- Contributed by
- People in story:
- Roger Rawlinson
- Location of story:
- Middle East
- Background to story:
- Article ID:
- Contributed on:
- 26 June 2005
This story has been submitted to the People’s War website by Anne Wareing of the Lancashire Home Guard on behalf of Roger Rawlinsom and has been added to the site with his permission…
When war began I had a shop in Crosby Liverpool. I was in a reserved occupation being a chemist. I studied at Manchester University, but had to take the practical exams in Edinburgh, due to the bombings in London.
I joined the Royal Medical Corp and went to Boyce barracks in Hampshire. In 1941 we sailed from Greenock via South Africa, to the Egyptian port of Tupie, as it was not possible at that time to sail through the Mediterranean
I was able to speak some Arabic, which helped when I was rescued in the desert after falling from the back of a Red Cross truck en route from Alemain to Libya. The Indian driver hadn’t seen me fall and I found myself alone with only what I stood up in. Luckily a desert traveler came by and I was able to greet him in Arabic. I then walked 40 miles before being finally rescued by South Africans at a Tarmac Company.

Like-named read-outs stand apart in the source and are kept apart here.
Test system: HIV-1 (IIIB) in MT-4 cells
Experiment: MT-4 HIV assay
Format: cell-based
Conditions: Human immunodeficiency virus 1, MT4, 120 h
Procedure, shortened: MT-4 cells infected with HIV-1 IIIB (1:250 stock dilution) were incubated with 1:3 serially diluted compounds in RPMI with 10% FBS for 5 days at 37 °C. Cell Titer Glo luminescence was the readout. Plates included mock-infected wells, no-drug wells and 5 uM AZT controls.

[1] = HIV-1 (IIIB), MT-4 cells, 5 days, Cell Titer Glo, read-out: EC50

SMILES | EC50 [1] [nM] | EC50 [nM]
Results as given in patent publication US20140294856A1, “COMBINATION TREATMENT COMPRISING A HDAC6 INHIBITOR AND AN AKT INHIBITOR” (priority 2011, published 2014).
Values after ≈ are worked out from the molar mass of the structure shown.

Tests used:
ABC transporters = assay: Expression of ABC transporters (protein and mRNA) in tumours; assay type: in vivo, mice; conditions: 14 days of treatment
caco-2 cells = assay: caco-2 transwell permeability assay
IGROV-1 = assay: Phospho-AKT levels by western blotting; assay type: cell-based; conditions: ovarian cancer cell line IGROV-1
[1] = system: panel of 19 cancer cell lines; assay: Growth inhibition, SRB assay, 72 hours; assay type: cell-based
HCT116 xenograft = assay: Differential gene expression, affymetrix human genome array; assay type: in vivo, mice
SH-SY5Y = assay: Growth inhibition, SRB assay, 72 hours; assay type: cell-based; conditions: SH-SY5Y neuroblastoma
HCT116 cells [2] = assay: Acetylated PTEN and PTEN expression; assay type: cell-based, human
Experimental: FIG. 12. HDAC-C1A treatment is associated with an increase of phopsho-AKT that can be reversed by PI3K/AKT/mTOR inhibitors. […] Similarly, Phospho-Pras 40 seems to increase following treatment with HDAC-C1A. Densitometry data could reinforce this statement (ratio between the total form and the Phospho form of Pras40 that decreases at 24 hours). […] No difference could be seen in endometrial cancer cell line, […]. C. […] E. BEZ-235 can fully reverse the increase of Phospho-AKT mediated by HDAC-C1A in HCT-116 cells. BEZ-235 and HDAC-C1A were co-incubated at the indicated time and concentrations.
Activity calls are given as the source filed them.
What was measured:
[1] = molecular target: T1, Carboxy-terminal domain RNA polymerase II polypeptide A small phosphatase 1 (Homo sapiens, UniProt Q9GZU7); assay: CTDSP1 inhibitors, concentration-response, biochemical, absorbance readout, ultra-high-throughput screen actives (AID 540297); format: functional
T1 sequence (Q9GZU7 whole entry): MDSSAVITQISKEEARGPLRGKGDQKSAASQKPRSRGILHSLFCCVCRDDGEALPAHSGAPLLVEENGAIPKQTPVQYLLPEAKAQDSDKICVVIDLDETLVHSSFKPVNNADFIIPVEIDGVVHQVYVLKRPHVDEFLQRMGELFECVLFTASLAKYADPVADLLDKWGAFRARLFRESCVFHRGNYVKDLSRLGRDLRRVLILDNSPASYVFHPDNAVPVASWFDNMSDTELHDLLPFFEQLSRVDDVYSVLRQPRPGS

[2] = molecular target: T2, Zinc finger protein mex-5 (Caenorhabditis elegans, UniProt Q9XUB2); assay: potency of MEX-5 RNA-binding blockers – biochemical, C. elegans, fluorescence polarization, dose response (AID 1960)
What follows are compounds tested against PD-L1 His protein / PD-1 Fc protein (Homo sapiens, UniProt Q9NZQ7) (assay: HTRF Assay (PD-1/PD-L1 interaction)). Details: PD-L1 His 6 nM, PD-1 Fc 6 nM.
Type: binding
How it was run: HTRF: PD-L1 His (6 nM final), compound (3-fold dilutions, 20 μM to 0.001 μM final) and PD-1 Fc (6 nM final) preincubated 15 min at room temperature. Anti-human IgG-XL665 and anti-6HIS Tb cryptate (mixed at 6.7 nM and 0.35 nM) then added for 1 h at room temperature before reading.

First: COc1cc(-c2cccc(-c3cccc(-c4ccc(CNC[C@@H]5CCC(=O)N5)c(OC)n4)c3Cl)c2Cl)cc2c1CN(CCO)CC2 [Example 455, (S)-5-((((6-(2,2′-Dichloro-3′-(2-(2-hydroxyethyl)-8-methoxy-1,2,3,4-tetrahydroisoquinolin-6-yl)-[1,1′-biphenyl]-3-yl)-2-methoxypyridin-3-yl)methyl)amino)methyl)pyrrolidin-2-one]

Whilst in the desert General Montgomery paid us a visit to inspect the injured troops, they included Gurkas, Welsh, Australians and New Zealanders. As he stepped down from the jeep, I saluted him and he returned the salute, then spoke to me, a proud moment.
During the 5 years I spent in the R.M.C. I went by train to Luxor, visited a gold mine on the Red Sea and was able to visit the holy sites during a 10day leave in Palestine.
A lot of this time I dined on bully beef and biscuits.
I still have many photographs of the people and places I knew during the war which I treasure
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